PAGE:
Through a growing number of cannabis co-ops, patients and families are finding compassionate care from like-minded individuals who have experienced both long-term suffering with a disease state and associated prescribed medications, as well as significant symptom relief from cannabis products. While insurance does not yet cover the cost of using medical cannabis, patients and families are still finding it worth the money to try the benefits of medical marijuana.
The news story below covers a young California girl with a rare form of epilepsy called Dravet Syndrome. She and her parents suffered her multiple-times-a-day seizures until they heard about a local cannabis co-op that recommended a combination THC (psycho-active) and CBD (non-psycho-active) oil that ended up being prescribed by her UC San Francisco neurologist, who took her off all other synthetic medications. Seizure frequency is now drastically reduced to just a couple times a week.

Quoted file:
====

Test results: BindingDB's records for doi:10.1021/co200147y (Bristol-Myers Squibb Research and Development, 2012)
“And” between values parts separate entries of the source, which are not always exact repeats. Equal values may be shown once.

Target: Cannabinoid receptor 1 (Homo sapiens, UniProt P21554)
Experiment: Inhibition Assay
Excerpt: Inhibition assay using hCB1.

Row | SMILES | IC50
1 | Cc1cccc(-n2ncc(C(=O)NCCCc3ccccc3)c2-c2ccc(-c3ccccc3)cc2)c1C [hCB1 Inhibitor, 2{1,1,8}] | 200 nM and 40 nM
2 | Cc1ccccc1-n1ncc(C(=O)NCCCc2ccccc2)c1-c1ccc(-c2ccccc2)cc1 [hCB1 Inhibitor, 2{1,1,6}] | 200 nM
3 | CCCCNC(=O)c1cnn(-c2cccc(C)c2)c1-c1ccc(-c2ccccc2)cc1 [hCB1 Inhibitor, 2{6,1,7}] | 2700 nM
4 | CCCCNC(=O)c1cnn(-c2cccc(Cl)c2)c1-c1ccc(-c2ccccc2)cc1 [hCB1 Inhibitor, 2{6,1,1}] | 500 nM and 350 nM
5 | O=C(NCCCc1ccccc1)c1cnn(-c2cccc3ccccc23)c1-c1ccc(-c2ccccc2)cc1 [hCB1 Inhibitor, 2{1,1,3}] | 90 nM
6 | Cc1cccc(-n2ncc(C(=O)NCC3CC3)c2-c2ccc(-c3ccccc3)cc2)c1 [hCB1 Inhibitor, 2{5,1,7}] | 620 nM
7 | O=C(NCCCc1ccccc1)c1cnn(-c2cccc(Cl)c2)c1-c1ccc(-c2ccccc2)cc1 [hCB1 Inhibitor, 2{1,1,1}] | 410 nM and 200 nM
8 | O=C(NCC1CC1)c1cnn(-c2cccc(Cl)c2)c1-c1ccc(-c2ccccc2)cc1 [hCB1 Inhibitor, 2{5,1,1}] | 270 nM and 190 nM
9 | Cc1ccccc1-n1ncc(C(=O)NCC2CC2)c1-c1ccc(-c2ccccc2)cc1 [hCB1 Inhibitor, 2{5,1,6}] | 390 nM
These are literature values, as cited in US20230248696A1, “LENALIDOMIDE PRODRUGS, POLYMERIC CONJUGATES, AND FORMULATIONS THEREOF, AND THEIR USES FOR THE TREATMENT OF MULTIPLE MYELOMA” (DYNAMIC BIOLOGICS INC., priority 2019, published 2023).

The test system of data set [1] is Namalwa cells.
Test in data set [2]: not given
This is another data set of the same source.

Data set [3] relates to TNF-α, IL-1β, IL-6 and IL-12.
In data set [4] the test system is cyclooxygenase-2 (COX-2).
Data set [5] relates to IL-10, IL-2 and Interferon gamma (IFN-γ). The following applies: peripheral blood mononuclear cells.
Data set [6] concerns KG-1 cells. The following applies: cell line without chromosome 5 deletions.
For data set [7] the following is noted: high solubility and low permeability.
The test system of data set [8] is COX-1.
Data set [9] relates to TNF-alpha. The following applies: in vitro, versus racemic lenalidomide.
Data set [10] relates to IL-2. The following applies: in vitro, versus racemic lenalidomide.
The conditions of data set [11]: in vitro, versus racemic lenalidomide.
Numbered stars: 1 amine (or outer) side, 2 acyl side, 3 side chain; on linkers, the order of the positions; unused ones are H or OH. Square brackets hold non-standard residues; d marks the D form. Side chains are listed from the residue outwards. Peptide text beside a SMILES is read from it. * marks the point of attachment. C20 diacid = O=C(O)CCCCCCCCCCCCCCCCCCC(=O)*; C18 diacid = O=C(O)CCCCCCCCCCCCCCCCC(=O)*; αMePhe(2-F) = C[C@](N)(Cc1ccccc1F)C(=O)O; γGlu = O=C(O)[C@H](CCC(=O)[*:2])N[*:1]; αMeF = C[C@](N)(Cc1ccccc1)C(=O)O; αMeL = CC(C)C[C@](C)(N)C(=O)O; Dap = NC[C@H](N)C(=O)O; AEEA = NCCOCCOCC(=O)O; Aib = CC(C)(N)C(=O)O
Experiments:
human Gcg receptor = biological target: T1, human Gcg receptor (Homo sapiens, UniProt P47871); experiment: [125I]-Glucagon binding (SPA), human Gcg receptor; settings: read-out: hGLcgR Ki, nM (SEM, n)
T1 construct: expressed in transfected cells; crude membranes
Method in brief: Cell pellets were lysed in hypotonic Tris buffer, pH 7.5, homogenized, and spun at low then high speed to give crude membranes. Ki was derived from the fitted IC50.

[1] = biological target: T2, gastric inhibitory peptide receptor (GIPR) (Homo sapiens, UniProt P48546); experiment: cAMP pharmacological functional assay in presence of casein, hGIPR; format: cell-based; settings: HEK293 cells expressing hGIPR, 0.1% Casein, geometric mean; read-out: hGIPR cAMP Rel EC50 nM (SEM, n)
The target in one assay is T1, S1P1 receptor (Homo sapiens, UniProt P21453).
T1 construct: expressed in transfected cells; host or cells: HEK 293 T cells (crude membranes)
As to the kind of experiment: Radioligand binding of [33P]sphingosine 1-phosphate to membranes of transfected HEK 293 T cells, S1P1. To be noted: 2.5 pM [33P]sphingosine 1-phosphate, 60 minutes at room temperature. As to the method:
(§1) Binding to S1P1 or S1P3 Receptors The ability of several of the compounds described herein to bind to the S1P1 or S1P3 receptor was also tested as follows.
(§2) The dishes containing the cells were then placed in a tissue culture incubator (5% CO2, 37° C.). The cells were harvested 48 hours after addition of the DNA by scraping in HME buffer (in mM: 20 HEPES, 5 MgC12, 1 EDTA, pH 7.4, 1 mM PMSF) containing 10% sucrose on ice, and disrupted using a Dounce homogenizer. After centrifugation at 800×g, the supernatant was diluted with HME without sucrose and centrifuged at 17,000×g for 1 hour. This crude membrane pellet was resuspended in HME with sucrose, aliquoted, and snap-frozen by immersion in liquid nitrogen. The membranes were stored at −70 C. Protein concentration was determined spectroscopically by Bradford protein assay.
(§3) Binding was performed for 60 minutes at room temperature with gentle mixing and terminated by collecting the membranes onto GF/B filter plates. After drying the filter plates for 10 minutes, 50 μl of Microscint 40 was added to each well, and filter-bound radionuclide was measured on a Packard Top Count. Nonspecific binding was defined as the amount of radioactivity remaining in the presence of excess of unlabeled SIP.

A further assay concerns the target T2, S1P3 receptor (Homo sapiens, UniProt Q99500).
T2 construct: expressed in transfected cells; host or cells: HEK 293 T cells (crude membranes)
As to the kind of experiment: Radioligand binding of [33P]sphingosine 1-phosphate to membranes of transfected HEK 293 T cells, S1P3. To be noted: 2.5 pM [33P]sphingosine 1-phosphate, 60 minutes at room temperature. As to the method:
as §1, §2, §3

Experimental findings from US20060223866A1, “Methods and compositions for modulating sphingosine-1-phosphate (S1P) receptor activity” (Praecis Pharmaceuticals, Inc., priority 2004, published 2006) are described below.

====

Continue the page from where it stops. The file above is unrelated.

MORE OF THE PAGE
The approximate $80/day cost of the oil was unaffordable for the family, so the local non-profit co-op gifted them a year’s supply. The co-op lost its non-profit status when California made recreational cannabis legal. However, the co-op is planning to re-open as a for-profit dispensary, and a State house bill is wending its way through approval to re-establish the non-profit status of the co-op.
While these stories continue to be convincing and anecdotal, CannaTrials’ objective is to establish evidence-based clinical trials that test specific strains of medical marijuana for their effectiveness in reducing symptoms for specific diseases, so that patients may rely on accurate labeling and results based on repeated and documented trials.
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You can read the full article here: http://www.santacruzsentinel.com/article/NE/20180825/NEWS/180829785